In October half term we decided to have a trip to the Hawk Conservancy Trust in Andover. One of my fondest memories of my childhood was visiting this place with my grandparents and little sister when I was about 9 years old and so I was really looking forward to taking my own children there to see how it had changed.
The Hawk Conservancy Trust is home to over 150 birds of prey and includes a hospital building which treats up to 200 birds of prey per year, so it is a very busy place. They conduct lots of research, breeding programs and conservation work both in the UK and abroad so its a hugely important place and the passion of each and every member of staff we met is infectious.
On arrival at the visitor centre we were given our wrist bands, information booklet (with map) and kids trail passports. We were directed by the receptionist round to the vulture enclosure where the keeper talk and vulture feeding was about to begin. Now I’m not going to lie – I’m not the biggest fan of vultures. Lets face it – who is???! I have to admit though that by the time we had listened to the keeper’s talk I had grown a lot fonder of them. The guy clearly loved his birds and knew not only about the species and various breeds but the birds as individuals as well. He introduced us to them all by name and told us about their personalities and their backgrounds and also how endangered they are in the wild. It was really fascinating and his enthusiasm and knowledge captured everyone. Big thumbs up to him (If you ever read this – I apologise that I didn’t get your name!).
Our next stop was the World Of Birds Of Prey flying display in the Savannah arena. Here we got to met a number of beautiful birds and again the enthusiasm of the staff was fantastic. They really do love what they do and you can see so much passion in them. Their knowledge of the birds was second to none and we loved seeing so much variety in the display.
After the display had finished we had a wander round the grounds and did the kid’s trail passports. There are stamps around the grounds to find and golden eggs hidden in the trees with pictures of an animal and a number on them to match up in your passport. Hand them in to reception on your way out and the kids got a lollipop each!
The grounds themselves are lovely to explore, especially at this time of year with the beautiful colours of the autumn leaves. The bird’s enclosures are well kept and spacious with information boards in front of each one about the breed and the individual living there. As well as birds there are also 2 donkeys and some ferrets in residence. The donkeys were very cute and loved having a fuss.
Later in the afternoon we made our way to Reg’s Wildflower Meadow at the top of the grounds for the Valley of The Eagles flying demonstration. Now at this point I have a confession to make. I missed most of the show. Yep, pretty much the whole thing. Why you ask? Well lets just say its great fun when your 3 year old decides to play the ‘I need a wee’, ‘Actually no i don’t’ game. And so I spent most of the time back at the visitor centre in the toilets. From what I did get to see though it was fantastic. They have up to 14 birds out flying at one time which is a really incredible experience. The wingspan on some of them is absolutely huge! There are certainly a few occasions when ducking is essential!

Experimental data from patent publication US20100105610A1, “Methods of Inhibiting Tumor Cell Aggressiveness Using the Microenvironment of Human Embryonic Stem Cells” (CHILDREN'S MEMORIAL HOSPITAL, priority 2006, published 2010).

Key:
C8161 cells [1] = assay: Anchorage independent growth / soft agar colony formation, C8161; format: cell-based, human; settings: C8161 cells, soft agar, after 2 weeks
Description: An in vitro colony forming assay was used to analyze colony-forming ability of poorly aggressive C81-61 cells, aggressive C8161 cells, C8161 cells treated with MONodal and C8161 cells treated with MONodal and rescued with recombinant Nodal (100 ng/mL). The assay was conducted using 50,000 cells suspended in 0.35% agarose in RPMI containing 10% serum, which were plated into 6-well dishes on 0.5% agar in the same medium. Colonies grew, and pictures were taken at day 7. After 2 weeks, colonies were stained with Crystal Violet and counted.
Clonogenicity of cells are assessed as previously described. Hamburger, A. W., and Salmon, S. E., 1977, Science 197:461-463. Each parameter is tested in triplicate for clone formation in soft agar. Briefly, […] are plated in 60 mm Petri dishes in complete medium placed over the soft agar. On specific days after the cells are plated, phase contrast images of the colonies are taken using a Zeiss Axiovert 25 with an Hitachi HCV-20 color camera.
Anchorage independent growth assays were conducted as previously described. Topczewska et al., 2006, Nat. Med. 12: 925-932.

At this point we had been at the Hawk Conservancy Trust for around 4 hours and I’m afraid to say that was our limit with a very grumpy 3 year old in tow so we headed home. In the afternoon adults can fly a hawk, there’s ferret racing, woodland owls flying demonstration and wild heron and raptor feeding. You can easily spend the entire day there and I hope we will return at some point to do the bits we missed.
On the whole we had a fantastic day out at the Hawk Conservancy Trust and I would highly recommend it, especially for families with children over 5. Younger ones do enjoy it but we found it was hard for a 3 year old to sit through the flying displays without wanting to get up and run around (which I wouldn’t recommend with vultures, etc flying around!). You can easily spend the entire day there and the displays are all completely different and in different areas so it doesn’t feel at all repetitive if you watch them all. Price wise it isn’t the cheapest family day out, however, a large chunk of your admission is going towards important conservation work and the upkeep of these beautiful birds so its a very worthy cause. There are plenty of picnic areas in the grounds if you want to take your own lunch or there is a lovely restaurant onsite. The shop is full of beautiful wildlife themed gifts and you also have the opportunity to adopt one of the birds if you wish. There are toilets and baby changing facilities in the restaurant and just outside the visitor centre. The site is buggy/wheelchair friendly with reserved wheelchair spaces at the front of each of the display areas as well.
Address: Weyhill, Andover, Hampshire, SP11 8DY
Price Band: £££
Disclaimer: The Hawk Conservancy Trust have had no involvement in this review and all photos, words and opinions are that of my own 🙂